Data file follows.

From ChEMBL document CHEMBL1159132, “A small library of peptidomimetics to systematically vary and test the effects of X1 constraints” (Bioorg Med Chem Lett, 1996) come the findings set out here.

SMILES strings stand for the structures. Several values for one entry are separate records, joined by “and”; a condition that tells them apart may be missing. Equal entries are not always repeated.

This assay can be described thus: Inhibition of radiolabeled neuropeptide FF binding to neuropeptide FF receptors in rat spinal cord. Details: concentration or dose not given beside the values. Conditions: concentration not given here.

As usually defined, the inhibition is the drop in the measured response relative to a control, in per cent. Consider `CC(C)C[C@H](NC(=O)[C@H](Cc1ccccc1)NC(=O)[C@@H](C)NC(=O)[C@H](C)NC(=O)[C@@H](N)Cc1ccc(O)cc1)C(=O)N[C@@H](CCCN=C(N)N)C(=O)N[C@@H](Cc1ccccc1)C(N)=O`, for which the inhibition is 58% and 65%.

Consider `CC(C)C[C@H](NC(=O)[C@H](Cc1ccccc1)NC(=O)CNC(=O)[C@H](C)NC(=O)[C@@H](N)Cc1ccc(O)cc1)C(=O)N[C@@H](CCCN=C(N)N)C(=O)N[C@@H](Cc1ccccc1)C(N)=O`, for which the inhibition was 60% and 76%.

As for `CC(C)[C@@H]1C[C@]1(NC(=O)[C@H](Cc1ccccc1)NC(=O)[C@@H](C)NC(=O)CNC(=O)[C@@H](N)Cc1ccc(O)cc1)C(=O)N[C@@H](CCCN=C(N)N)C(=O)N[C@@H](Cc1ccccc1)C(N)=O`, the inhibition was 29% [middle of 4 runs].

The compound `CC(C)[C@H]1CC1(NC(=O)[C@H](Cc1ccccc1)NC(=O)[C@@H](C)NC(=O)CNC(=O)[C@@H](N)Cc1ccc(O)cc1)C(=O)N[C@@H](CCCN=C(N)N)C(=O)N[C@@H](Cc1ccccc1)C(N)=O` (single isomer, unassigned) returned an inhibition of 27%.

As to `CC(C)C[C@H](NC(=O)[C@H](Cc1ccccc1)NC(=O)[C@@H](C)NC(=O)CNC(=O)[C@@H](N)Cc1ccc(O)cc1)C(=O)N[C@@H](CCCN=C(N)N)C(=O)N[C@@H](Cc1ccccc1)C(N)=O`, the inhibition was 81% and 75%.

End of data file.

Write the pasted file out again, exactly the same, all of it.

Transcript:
From ChEMBL document CHEMBL1159132, “A small library of peptidomimetics to systematically vary and test the effects of X1 constraints” (Bioorg Med Chem Lett, 1996) come the findings set out here.

SMILES strings stand for the structures. Several values for one entry are separate records, joined by “and”; a condition that tells them apart may be missing. Equal entries are not always repeated.

This assay can be described thus: Inhibition of radiolabeled neuropeptide FF binding to neuropeptide FF receptors in rat spinal cord. Details: concentration or dose not given beside the values. Conditions: concentration not given here.

As usually defined, the inhibition is the drop in the measured response relative to a control, in per cent. Consider `CC(C)C[C@H](NC(=O)[C@H](Cc1ccccc1)NC(=O)[C@@H](C)NC(=O)[C@H](C)NC(=O)[C@@H](N)Cc1ccc(O)cc1)C(=O)N[C@@H](CCCN=C(N)N)C(=O)N[C@@H](Cc1ccccc1)C(N)=O`, for which the inhibition is 58% and 65%.

Consider `CC(C)C[C@H](NC(=O)[C@H](Cc1ccccc1)NC(=O)CNC(=O)[C@H](C)NC(=O)[C@@H](N)Cc1ccc(O)cc1)C(=O)N[C@@H](CCCN=C(N)N)C(=O)N[C@@H](Cc1ccccc1)C(N)=O`, for which the inhibition was 60% and 76%.

As for `CC(C)[C@@H]1C[C@]1(NC(=O)[C@H](Cc1ccccc1)NC(=O)[C@@H](C)NC(=O)CNC(=O)[C@@H](N)Cc1ccc(O)cc1)C(=O)N[C@@H](CCCN=C(N)N)C(=O)N[C@@H](Cc1ccccc1)C(N)=O`, the inhibition was 29% [middle of 4 runs].

The compound `CC(C)[C@H]1CC1(NC(=O)[C@H](Cc1ccccc1)NC(=O)[C@@H](C)NC(=O)CNC(=O)[C@@H](N)Cc1ccc(O)cc1)C(=O)N[C@@H](CCCN=C(N)N)C(=O)N[C@@H](Cc1ccccc1)C(N)=O` (single isomer, unassigned) returned an inhibition of 27%.

As to `CC(C)C[C@H](NC(=O)[C@H](Cc1ccccc1)NC(=O)[C@@H](C)NC(=O)CNC(=O)[C@@H](N)Cc1ccc(O)cc1)C(=O)N[C@@H](CCCN=C(N)N)C(=O)N[C@@H](Cc1ccccc1)C(N)=O`, the inhibition was 81% and 75%.